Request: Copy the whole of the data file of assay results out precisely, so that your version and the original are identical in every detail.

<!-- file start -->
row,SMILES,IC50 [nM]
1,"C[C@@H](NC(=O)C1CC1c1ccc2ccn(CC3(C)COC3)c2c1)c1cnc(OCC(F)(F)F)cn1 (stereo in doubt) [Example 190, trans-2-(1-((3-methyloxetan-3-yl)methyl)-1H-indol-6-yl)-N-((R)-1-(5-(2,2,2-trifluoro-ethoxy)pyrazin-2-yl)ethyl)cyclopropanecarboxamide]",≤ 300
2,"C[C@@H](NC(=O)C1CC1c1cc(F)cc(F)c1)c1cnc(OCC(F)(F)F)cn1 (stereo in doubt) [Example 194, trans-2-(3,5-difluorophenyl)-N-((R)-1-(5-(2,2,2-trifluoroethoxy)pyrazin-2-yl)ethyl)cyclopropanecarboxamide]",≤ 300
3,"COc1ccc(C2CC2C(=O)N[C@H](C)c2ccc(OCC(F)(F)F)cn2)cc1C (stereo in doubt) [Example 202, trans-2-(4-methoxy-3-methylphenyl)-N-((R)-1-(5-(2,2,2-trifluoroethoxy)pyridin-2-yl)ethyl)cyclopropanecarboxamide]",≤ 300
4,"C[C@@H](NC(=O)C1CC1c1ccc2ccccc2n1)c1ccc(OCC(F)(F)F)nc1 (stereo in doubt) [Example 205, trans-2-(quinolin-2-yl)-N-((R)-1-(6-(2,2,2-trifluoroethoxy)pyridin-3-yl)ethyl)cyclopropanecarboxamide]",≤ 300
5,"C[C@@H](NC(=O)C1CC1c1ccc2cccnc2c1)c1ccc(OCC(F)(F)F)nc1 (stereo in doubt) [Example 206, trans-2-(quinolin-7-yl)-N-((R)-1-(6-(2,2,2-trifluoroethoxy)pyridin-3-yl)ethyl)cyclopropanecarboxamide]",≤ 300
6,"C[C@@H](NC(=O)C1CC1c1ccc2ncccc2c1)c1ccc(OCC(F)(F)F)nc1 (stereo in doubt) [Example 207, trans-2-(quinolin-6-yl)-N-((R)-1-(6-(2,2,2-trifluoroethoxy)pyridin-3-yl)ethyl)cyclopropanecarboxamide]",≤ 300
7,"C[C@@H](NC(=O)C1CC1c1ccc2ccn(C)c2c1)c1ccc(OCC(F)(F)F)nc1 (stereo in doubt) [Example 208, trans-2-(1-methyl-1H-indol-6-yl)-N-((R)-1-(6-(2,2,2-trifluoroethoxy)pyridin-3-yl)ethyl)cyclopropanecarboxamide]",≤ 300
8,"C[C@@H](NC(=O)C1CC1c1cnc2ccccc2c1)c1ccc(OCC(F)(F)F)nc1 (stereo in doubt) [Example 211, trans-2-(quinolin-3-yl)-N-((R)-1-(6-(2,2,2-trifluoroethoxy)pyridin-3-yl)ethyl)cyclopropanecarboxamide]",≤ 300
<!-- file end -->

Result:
row,SMILES,IC50 [nM]
1,"C[C@@H](NC(=O)C1CC1c1ccc2ccn(CC3(C)COC3)c2c1)c1cnc(OCC(F)(F)F)cn1 (stereo in doubt) [Example 190, trans-2-(1-((3-methyloxetan-3-yl)methyl)-1H-indol-6-yl)-N-((R)-1-(5-(2,2,2-trifluoro-ethoxy)pyrazin-2-yl)ethyl)cyclopropanecarboxamide]",≤ 300
2,"C[C@@H](NC(=O)C1CC1c1cc(F)cc(F)c1)c1cnc(OCC(F)(F)F)cn1 (stereo in doubt) [Example 194, trans-2-(3,5-difluorophenyl)-N-((R)-1-(5-(2,2,2-trifluoroethoxy)pyrazin-2-yl)ethyl)cyclopropanecarboxamide]",≤ 300
3,"COc1ccc(C2CC2C(=O)N[C@H](C)c2ccc(OCC(F)(F)F)cn2)cc1C (stereo in doubt) [Example 202, trans-2-(4-methoxy-3-methylphenyl)-N-((R)-1-(5-(2,2,2-trifluoroethoxy)pyridin-2-yl)ethyl)cyclopropanecarboxamide]",≤ 300
4,"C[C@@H](NC(=O)C1CC1c1ccc2ccccc2n1)c1ccc(OCC(F)(F)F)nc1 (stereo in doubt) [Example 205, trans-2-(quinolin-2-yl)-N-((R)-1-(6-(2,2,2-trifluoroethoxy)pyridin-3-yl)ethyl)cyclopropanecarboxamide]",≤ 300
5,"C[C@@H](NC(=O)C1CC1c1ccc2cccnc2c1)c1ccc(OCC(F)(F)F)nc1 (stereo in doubt) [Example 206, trans-2-(quinolin-7-yl)-N-((R)-1-(6-(2,2,2-trifluoroethoxy)pyridin-3-yl)ethyl)cyclopropanecarboxamide]",≤ 300
6,"C[C@@H](NC(=O)C1CC1c1ccc2ncccc2c1)c1ccc(OCC(F)(F)F)nc1 (stereo in doubt) [Example 207, trans-2-(quinolin-6-yl)-N-((R)-1-(6-(2,2,2-trifluoroethoxy)pyridin-3-yl)ethyl)cyclopropanecarboxamide]",≤ 300
7,"C[C@@H](NC(=O)C1CC1c1ccc2ccn(C)c2c1)c1ccc(OCC(F)(F)F)nc1 (stereo in doubt) [Example 208, trans-2-(1-methyl-1H-indol-6-yl)-N-((R)-1-(6-(2,2,2-trifluoroethoxy)pyridin-3-yl)ethyl)cyclopropanecarboxamide]",≤ 300
8,"C[C@@H](NC(=O)C1CC1c1cnc2ccccc2c1)c1ccc(OCC(F)(F)F)nc1 (stereo in doubt) [Example 211, trans-2-(quinolin-3-yl)-N-((R)-1-(6-(2,2,2-trifluoroethoxy)pyridin-3-yl)ethyl)cyclopropanecarboxamide]",≤ 300